Should I exercise when I’m sick

(ORDO NEWS) — Regular exercise is good for your immune system – some research suggests it may even reduce your risk of getting upper respiratory infections like the common cold. Even 30 minutes of moderate exercise five times a week is enough to achieve positive results.

Because exercise is good for our immune system, some people might think that exercising when you’re sick can help you sweat. Unfortunately, when it comes to the common cold, there is no evidence that exercising while you are sick can shorten the duration of the illness or make it less severe.

There are several reasons why exercise is good for our immune system.

The first can be partly explained by the hormones that are released during exercise. They are called catecholamines – better known to people as adrenaline and norepinephrine.

These hormones play an important role in the functioning of our immune system, causing the rapid release of important immune cells that help detect the presence of viruses or other pathogens in the body.

They also increase the amount of movement of immune cells between the blood and tissues, which is important in helping immune cells detect and prevent diseases caused by viruses or other pathogens. Research shows that exercise is one way to increase the levels of these important hormones in our body.

When we exercise, it also increases blood flow to help our body cope with increased stress. This increased blood flow puts more stress on the blood vessels, which leads to the release of specific immune cells called natural killer cells and T cells, which can lie dormant on the walls of the blood vessels. Natural killer cells and T cells play an important role in the destruction of cells infected with the virus.

Exercise can help fight infection in other ways.

For example, older people who exercise regularly for a month have faster healing of skin wounds compared to a non-athletic control group. This rapid healing process reduces the risk of viruses and bacteria entering the body through skin wounds.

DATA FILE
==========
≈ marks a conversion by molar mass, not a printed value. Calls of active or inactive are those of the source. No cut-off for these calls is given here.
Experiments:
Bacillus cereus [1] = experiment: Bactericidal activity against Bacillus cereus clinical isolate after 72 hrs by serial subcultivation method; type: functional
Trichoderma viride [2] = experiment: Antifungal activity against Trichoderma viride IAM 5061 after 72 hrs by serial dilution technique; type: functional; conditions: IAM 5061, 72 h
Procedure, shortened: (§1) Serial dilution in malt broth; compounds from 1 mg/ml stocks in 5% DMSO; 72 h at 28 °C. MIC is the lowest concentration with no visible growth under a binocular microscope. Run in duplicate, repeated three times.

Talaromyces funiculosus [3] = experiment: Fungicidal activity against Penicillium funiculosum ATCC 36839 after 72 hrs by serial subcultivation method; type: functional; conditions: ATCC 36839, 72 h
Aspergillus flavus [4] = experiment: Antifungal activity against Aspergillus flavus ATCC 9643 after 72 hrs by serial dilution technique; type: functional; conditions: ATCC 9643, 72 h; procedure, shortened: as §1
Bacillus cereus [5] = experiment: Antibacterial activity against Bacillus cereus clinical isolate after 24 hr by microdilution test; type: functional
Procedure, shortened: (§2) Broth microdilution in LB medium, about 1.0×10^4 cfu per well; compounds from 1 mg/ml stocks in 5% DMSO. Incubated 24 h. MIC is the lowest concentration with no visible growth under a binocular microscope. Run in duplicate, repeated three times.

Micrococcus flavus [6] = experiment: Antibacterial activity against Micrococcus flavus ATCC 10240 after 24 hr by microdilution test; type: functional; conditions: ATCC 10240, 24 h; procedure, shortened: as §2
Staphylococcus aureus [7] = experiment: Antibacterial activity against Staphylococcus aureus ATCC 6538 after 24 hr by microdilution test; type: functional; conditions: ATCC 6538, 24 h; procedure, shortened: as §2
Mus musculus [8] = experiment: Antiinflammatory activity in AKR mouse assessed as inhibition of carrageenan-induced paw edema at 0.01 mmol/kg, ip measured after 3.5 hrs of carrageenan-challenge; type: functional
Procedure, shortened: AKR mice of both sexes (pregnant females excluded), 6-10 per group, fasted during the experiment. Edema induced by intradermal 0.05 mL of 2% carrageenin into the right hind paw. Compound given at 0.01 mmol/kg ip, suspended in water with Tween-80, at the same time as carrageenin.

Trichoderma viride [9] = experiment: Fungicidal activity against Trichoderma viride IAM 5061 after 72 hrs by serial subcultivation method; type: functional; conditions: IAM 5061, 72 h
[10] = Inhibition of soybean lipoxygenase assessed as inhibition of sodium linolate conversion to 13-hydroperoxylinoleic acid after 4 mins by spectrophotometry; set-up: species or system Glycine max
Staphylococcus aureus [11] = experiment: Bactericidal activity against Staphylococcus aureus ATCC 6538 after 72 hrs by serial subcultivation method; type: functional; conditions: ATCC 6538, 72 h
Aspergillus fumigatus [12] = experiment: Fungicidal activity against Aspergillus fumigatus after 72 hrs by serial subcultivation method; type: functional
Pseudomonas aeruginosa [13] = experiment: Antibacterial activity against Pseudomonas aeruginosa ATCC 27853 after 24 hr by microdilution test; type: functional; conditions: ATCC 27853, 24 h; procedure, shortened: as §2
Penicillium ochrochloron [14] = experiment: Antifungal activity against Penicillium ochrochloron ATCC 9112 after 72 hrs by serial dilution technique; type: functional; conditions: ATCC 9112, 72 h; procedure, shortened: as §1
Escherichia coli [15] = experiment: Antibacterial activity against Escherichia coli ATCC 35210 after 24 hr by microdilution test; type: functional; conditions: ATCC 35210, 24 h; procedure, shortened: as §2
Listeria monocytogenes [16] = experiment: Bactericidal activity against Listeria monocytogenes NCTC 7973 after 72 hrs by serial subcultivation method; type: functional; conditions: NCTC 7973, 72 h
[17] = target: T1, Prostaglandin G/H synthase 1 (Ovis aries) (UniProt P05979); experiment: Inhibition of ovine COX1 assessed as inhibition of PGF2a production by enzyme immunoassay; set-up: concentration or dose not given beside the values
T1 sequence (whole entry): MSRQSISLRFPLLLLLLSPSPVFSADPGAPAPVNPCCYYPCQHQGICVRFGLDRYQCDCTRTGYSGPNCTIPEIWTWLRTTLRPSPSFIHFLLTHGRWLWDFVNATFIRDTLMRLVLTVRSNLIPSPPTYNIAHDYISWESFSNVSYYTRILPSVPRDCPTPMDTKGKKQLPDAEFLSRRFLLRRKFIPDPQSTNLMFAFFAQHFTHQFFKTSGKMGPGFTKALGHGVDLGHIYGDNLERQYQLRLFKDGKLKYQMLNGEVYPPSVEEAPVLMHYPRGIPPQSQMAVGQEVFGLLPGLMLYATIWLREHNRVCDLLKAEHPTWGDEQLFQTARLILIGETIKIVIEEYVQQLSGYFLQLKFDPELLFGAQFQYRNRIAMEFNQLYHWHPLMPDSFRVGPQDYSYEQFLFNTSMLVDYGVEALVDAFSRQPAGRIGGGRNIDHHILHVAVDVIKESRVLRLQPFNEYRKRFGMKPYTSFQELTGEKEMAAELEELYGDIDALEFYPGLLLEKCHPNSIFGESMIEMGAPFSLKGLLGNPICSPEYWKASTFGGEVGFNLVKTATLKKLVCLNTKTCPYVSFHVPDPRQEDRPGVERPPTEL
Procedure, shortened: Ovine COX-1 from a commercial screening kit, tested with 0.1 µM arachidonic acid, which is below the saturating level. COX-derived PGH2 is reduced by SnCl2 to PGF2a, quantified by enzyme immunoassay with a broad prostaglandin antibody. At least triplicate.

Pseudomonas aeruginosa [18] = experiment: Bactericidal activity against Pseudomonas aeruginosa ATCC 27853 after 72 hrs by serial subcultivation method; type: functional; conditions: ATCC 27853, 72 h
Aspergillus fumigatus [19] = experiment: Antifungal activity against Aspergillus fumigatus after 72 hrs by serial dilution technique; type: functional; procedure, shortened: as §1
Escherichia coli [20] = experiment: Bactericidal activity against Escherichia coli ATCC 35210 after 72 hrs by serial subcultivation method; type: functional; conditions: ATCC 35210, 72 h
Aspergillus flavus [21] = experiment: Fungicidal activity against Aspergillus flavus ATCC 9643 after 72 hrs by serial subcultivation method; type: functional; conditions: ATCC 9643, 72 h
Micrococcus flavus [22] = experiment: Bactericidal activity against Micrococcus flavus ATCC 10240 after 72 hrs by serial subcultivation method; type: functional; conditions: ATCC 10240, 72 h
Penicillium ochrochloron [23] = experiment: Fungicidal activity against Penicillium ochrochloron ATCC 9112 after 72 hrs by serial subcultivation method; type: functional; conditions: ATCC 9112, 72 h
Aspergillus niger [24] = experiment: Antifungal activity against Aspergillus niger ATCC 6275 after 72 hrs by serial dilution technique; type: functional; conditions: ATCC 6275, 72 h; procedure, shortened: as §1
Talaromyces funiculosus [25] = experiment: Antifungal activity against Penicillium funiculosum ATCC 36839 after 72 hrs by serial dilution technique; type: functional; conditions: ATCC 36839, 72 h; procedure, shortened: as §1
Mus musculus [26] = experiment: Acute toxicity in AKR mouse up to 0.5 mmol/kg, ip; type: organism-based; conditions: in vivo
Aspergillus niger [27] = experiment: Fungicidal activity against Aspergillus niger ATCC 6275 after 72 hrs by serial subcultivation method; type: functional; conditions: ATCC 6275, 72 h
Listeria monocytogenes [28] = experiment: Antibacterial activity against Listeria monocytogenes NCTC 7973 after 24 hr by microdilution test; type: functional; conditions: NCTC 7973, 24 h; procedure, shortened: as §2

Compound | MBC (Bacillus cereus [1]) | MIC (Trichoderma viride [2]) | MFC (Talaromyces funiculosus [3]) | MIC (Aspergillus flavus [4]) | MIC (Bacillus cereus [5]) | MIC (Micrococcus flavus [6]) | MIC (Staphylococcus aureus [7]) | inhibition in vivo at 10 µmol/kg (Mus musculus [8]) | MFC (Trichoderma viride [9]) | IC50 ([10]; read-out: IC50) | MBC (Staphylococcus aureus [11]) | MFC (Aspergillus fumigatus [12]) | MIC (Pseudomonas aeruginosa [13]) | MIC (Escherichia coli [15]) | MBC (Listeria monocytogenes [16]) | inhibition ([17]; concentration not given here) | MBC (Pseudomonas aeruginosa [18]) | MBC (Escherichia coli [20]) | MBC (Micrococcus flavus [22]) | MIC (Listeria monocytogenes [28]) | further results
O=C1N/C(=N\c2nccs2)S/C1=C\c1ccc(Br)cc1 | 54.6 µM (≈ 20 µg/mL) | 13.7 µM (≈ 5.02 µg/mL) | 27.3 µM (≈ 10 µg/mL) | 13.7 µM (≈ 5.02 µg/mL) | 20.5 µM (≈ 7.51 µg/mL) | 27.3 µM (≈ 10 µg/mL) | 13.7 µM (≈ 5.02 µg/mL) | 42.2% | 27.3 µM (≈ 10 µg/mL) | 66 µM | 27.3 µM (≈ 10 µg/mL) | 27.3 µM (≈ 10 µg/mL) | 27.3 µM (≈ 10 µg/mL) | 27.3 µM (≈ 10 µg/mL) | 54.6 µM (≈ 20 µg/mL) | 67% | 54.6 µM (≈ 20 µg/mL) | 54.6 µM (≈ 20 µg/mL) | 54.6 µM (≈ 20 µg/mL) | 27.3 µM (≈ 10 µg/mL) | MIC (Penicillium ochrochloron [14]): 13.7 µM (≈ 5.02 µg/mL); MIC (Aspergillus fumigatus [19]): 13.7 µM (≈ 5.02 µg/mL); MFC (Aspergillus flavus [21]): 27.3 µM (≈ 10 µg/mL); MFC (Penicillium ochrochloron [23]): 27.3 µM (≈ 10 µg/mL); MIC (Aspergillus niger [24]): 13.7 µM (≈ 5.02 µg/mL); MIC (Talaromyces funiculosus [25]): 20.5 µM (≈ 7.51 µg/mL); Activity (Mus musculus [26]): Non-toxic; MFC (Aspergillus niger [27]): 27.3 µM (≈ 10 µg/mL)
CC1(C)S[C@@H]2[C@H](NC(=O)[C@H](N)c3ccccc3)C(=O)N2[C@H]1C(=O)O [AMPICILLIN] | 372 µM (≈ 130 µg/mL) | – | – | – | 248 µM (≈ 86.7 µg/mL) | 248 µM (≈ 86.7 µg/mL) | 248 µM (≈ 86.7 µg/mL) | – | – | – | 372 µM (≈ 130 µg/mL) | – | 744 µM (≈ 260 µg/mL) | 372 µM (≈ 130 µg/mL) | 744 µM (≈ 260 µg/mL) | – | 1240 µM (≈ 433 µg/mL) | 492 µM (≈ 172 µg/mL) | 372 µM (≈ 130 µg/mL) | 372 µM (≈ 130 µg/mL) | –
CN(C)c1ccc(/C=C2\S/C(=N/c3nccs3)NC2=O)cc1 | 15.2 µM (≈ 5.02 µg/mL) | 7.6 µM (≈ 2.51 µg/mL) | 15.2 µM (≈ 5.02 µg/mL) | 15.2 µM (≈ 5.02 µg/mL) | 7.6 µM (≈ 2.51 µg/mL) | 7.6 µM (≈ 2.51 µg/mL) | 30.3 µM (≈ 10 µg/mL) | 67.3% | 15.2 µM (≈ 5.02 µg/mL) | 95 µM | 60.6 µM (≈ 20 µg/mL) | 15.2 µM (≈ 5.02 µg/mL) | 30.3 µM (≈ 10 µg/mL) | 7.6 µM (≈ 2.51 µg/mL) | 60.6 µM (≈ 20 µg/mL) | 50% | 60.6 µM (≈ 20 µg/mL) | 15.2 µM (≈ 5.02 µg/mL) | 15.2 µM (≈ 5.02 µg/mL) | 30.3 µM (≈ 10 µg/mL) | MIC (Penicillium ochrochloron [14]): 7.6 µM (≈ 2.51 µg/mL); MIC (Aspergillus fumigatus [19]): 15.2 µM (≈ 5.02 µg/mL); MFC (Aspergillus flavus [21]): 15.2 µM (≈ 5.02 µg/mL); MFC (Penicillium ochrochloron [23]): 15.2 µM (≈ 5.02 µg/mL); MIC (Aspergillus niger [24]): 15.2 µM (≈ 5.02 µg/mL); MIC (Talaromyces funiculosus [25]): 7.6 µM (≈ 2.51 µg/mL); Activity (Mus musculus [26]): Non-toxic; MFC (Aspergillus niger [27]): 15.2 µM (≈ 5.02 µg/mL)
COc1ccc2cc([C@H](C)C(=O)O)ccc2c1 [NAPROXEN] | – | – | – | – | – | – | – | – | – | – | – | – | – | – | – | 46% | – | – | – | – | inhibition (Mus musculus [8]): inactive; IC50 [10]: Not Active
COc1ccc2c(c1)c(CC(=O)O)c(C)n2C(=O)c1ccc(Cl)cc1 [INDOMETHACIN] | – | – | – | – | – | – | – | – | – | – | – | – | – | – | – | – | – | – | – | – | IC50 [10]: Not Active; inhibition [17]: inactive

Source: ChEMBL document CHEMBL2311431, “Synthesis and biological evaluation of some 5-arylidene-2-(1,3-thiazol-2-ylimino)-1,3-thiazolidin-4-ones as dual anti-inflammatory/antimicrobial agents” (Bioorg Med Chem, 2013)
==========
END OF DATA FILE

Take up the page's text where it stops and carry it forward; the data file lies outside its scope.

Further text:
All of these mechanisms combined can improve our immune system and reduce our risk of contracting viral infections. You don’t have to be a regular at the gym to see the benefits.

Three studies found that when people who weren’t exercising began regularly brisk walking for 40-45 minutes five days a week, they had a 40-50 percent reduction in the number of days they had upper respiratory tract infections compared to with the control group.

Despite the benefits of exercise for the immune system, it’s hard to say whether exercising during a cold will help you get over the illness faster than if you didn’t exercise.

There are currently no studies that have examined this question, mainly because of how difficult it is to conduct such a study – mainly because some participants must be intentionally infected with the virus in order to compare whether exercise affects the body. This would not only be difficult to do, but also unethical.

So, since exercise is good for the immune system, why doesn’t exercise during illness improve the immune system’s response to infection?

It is important to remember that exercise can cause stress in the body. This stress, in turn, can make immune cells less able to respond to pathogens. In part, this may be due to the fact that during exercise, the body requires more oxygen and stored energy (in the form of glucose), which is also needed by immune cells to fight the virus.

If the body is fighting a pre-existing infection and then subjected to exercise-induced stress, it may not benefit the immune response.

But while there is currently no evidence that exercising during a cold can help you get over it faster, that doesn’t mean you can’t exercise if you want to.

If your symptoms are mostly above the neck (such as a runny nose or nasal congestion), start by exercising at a lower intensity than usual to see how you feel. If you feel normal, you can gradually increase the intensity.

If exercise makes you feel worse, take a break. It is also not recommended to exercise if you have a fever, aching muscles, or vomiting.

If you do want to exercise when you are sick, be careful, especially if you are working out around other people. Since colds are contagious, it is better not to go to the gym, but to work out in the fresh air or at home, so as not to spread the infection.

Regular exercise is a great way to prepare your immune system to fight off various types of infections, including the common cold and possibly even COVID-19. But don’t feel obligated to exercise if you’re sick.

Sometimes the best remedy for a cold is rest, drinking water, and taking pain medication if necessary. Conversation


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